Plastic Surgery Research Council

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Risk Factors for Amputation Following Lower Extremity Free Tissue Transfer in a Chronic Wound Population
Vikas Kotha, BS, Elliot Walters, MD, Chris Devulapalli, MD, Christopher E. Attinger, MD, Karen K. Evans, MD.
Georgetown University, Washington, DC, USA.

Purpose: Microsurgical reconstruction via free tissue transfer (FTT) is the last option for closure of nonhealing, lower extremity (LE) wounds. Unfortunately, amputation may be required even if FTT is successful. Thus, assessing amputation risk before reconstruction would help surgeons profile patient risk and direct salvage efforts with outcome-expectations. However, there is a paucity of literature regarding microsurgical outcomes in chronic wound patients. The purpose of this study was to evaluate risk factors for major amputation following LE FTT for closure in a chronic wound population.
Methods: Between April 2011 and January 2018, 135 LE FTT procedures were performed by the corresponding author for soft tissue coverage of nonhealing wounds. We studied the relationship of patient demographics, wound characteristics, and perioperative traits with limb-salvage and ambulation rates.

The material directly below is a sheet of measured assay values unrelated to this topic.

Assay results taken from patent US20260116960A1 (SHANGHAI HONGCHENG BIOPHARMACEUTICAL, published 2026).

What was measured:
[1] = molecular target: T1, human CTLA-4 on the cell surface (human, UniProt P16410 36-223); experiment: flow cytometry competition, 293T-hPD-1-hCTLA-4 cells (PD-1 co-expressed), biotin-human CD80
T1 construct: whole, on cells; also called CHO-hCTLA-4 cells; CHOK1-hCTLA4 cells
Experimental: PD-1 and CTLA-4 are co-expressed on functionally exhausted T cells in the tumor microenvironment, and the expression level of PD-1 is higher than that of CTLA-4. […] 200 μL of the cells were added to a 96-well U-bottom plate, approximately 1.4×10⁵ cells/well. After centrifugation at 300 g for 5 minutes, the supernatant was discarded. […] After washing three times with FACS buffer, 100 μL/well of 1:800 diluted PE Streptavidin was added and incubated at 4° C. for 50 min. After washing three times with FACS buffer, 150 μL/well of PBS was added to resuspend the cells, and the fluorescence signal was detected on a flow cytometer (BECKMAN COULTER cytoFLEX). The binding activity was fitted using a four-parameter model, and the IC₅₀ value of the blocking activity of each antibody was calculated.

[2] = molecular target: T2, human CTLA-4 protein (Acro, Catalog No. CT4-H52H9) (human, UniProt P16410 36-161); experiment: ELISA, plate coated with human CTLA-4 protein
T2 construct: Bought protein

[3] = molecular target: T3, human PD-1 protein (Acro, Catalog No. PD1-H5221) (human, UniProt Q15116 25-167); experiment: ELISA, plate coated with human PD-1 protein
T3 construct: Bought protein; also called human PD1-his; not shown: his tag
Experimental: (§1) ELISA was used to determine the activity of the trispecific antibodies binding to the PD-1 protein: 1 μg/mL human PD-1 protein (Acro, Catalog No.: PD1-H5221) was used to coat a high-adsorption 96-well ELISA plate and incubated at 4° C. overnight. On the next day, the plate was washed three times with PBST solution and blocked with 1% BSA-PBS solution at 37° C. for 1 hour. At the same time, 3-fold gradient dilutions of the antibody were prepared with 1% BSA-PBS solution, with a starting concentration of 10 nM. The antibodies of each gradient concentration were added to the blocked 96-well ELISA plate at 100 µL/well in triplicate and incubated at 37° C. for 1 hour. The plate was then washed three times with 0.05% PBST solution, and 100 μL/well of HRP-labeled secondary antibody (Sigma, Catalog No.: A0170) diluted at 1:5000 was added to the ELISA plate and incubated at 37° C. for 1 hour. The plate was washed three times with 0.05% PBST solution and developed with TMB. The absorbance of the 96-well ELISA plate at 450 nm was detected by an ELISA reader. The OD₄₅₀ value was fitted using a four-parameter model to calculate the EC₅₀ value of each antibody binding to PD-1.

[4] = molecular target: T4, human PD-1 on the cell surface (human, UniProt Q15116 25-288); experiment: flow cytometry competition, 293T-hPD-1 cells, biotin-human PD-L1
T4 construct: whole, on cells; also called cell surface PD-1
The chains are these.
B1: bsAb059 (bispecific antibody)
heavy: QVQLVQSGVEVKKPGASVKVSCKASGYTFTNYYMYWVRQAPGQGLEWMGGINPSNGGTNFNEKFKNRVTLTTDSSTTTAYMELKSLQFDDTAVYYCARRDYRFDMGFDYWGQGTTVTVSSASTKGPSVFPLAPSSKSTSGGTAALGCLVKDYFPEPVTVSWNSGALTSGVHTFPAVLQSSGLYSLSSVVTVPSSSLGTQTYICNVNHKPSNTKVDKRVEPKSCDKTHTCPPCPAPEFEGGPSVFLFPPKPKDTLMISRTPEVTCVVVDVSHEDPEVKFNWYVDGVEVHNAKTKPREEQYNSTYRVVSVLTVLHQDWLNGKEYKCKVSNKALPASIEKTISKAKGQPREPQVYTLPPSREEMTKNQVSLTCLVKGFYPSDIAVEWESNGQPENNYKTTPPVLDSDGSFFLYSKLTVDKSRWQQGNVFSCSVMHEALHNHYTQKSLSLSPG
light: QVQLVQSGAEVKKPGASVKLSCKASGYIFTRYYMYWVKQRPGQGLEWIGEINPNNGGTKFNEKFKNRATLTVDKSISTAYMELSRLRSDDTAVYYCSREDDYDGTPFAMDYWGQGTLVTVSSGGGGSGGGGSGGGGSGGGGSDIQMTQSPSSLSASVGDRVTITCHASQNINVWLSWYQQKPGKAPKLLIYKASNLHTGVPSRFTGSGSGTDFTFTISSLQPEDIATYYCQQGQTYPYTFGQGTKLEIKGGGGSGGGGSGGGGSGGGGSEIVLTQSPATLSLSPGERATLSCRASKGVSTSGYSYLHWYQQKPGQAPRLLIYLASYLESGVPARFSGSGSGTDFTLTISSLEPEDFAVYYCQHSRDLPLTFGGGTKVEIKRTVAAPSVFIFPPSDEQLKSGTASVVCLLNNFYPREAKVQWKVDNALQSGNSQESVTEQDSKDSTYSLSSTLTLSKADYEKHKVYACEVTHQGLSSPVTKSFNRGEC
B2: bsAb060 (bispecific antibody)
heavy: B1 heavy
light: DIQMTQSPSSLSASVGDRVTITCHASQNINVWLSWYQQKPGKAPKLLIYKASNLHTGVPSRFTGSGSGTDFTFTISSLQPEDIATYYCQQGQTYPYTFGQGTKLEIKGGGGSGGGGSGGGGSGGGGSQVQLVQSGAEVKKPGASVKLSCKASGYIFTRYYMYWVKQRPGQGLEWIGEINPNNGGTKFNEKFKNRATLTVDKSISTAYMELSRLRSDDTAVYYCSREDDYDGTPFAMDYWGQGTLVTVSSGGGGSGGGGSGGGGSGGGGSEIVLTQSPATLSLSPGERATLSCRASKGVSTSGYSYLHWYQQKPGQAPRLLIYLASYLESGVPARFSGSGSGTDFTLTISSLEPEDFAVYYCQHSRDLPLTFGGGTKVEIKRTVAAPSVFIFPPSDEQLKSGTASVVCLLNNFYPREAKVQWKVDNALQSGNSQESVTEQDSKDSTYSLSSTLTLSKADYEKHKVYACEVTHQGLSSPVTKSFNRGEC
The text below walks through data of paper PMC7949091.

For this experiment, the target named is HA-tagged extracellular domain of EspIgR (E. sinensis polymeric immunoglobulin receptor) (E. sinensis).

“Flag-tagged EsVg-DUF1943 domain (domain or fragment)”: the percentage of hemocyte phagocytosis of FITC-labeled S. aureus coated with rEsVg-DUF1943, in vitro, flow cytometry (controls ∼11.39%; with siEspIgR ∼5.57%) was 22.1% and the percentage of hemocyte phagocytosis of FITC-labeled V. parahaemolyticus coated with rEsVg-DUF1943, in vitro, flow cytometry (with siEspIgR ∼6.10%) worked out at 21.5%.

Results: Overall microsurgical success was 96.3% (130/135) and limb salvage rate was 86.7% (117/135). Comorbidities significant for amputation were diabetes (p=0.009), COPD (p=0.002), ESRD (p=0.007), and PVD (0.02). Only hindfoot wound-location was significant for amputation (p=0.006). Significant perioperative traits significant included elevated platelet count on day of closure (332.8 vs 257.8, p=0.01) gracilis flap-type (p=0.03). Infectious complication was the only postoperative complication predictive of amputation (p=0.007).
Conclusion: By highlighting patient and perioperative traits that increase risk of amputation, these data help clinicians foreshadow the trajectory of wound closure and limb salvage. Furthermore, these results are a first-step to creating protocolized risk-stratification recommendations for patients undergoing LE FTT for complex, nonhealing wounds. To this end, future work will include risk analysis for individual risk factors.


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